"Only the camera can capture Time. The four of them [characters] are out there on screen, timeless. And frozen in their youth, so I thought, why not bring them back on camera? So I began putting it together."
'It', in this instance, refers to Ghose's ninth feature film, Abar Aranye (In the Forest Again).
As concepts go, it is an interesting one. In 1969, Ray added one more pearl to a luminous string of films, with Aranyer Din Raatri, based on an eponymous novel by Sunil Ganguly for which he wrote the screenplay.
In it, four friends from Kolkata venture out to the forests of Palmau for a holiday. The group comprises the rich Ashim (Soumitra Chatterjee); the timid Sanjoy (Subhendu Chatterjee); the sporty, non-intellectual Hari (Samit Bhanja), who is trying to get over a romantic rejection, and the self-confident, comical Shekhar (Robi Ghosh).
The premise is tried and tested -- men and women discovering themselves when pushed in an unfamiliar setting. It becomes a Ray tour de force thanks to brilliant narrative, a masterly mix of the urban and the tribal, and stand out performances.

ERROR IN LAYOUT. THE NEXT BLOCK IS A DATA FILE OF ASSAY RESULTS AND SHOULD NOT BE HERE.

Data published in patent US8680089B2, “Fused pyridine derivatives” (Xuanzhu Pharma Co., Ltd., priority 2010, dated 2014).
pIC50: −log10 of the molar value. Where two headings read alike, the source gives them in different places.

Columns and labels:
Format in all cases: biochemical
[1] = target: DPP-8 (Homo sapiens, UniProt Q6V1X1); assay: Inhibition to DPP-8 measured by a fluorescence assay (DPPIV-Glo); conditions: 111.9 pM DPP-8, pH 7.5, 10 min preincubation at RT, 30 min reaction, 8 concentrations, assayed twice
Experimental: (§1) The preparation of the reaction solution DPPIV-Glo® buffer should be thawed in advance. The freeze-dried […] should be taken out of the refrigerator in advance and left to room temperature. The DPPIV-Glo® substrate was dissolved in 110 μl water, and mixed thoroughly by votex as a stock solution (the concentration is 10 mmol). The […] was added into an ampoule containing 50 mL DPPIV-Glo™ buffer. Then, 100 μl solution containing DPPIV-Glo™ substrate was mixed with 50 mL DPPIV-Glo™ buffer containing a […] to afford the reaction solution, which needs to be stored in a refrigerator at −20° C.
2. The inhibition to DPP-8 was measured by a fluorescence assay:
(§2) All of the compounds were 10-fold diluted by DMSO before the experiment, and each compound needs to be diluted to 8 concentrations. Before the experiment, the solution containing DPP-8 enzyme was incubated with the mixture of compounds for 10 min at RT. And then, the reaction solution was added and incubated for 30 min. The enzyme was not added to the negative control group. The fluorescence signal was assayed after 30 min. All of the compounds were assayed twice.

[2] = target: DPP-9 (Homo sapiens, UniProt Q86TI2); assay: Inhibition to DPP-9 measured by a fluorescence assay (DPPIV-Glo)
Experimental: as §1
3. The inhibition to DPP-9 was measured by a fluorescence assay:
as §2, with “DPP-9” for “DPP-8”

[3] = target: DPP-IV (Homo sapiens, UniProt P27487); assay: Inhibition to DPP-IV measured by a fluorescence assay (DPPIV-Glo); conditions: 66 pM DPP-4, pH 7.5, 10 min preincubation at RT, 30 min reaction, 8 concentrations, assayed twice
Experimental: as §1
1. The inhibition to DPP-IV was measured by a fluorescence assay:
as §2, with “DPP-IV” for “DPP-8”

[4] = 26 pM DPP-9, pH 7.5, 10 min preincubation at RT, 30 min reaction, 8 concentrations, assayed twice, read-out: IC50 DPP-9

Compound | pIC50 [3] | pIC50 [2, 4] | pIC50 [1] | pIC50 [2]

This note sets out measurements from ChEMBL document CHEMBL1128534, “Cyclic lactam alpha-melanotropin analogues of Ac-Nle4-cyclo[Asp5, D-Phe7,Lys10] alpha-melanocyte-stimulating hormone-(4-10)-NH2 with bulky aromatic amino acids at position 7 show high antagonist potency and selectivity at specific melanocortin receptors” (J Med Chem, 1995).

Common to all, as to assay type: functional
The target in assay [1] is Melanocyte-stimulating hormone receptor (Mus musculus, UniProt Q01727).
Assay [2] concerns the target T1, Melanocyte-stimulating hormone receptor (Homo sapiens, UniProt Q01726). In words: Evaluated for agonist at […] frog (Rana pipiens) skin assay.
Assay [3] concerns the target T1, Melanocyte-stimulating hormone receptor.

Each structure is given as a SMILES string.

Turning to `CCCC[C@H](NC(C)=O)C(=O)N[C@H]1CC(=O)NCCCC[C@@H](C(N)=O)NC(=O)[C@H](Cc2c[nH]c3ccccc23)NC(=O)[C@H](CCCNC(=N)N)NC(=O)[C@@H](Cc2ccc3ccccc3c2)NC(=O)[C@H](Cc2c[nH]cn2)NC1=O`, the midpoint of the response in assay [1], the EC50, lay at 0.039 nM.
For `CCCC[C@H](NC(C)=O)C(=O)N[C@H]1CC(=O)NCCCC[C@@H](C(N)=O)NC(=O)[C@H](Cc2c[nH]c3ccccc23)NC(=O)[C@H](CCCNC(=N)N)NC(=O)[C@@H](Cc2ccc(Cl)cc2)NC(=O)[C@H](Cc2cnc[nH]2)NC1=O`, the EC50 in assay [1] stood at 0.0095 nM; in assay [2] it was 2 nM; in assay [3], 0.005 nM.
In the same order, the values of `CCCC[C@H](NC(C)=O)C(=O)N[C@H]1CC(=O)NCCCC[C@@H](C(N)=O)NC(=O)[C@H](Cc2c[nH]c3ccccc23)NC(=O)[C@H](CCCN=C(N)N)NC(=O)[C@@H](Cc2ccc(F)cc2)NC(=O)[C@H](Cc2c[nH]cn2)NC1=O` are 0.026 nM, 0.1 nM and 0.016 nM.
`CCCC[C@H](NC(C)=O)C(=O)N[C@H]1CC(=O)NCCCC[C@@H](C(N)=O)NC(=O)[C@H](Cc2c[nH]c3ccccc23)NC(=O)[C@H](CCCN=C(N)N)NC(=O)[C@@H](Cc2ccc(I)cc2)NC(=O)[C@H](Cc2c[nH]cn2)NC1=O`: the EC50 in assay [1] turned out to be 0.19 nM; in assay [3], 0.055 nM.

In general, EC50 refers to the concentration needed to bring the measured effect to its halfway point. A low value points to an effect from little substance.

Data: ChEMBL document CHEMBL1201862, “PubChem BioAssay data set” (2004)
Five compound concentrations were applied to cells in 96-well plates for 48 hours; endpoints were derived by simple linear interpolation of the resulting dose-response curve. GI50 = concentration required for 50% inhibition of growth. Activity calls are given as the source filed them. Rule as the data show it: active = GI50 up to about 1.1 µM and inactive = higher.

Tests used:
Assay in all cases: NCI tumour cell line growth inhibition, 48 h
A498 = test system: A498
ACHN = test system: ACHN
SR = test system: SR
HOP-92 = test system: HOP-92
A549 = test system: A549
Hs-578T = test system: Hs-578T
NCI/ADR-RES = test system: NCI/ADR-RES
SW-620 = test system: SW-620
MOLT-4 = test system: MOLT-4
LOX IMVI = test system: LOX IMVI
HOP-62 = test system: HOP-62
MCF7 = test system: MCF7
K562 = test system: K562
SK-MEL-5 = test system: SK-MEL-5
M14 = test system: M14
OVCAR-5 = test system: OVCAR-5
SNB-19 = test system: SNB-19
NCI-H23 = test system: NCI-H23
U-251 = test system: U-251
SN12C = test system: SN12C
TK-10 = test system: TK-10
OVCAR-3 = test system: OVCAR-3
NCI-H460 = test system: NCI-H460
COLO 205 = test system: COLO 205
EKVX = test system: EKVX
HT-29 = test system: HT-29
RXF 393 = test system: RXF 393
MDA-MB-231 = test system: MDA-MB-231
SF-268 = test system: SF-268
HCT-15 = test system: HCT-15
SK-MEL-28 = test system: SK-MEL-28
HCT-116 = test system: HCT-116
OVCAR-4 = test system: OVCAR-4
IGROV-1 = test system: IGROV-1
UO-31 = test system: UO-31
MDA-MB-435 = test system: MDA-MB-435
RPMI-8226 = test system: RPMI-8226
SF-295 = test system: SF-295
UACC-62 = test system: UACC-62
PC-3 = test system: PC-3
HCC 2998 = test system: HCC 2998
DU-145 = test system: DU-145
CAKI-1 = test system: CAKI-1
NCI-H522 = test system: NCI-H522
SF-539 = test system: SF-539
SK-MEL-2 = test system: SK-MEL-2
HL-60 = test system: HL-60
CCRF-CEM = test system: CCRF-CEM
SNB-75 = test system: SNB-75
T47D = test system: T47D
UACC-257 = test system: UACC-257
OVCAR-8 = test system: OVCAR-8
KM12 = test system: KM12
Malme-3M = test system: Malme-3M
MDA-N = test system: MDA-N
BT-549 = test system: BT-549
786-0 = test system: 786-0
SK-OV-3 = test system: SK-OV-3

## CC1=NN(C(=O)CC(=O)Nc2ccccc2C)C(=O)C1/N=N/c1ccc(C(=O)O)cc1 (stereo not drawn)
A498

Ghose, who considers Ray a mentor (he celebrated the auteur in a 1999 documentary), was one among many for whom the work had seminal overtones. At some point, he got to thinking, what if?
"I played around the pivot," the director explains. "I thought of the trip to the jungle, I thought what if I bring them back together for another trip? Ashim and Aparna are married to each other; the other two have spouses, children; I thought what happens if, after many years, the friends get together again, recreate that landmark trip?"
"To that plotline, I tried to weave in something else. I asked myself, who is civilised? The city guys who go to the forest to escape the monotony of their lives, or the tribals for whom the forest is home and the city folks are an intrusion on their otherwise ordered existence?"
To expand the narrative, Ghose introduces another character, Amrita (Tabu). Through her, he touches briefly on the 9/11 terrorist strikes in the US, and its tragic aftershocks.
"I was here," says Ghose, speaking from his New York hotel room during a recent visit to attend a screening of his film at the Asia Society, "in early September of 2001. I was in Los Angeles at the time, and a few friends in the East insisted I visit them."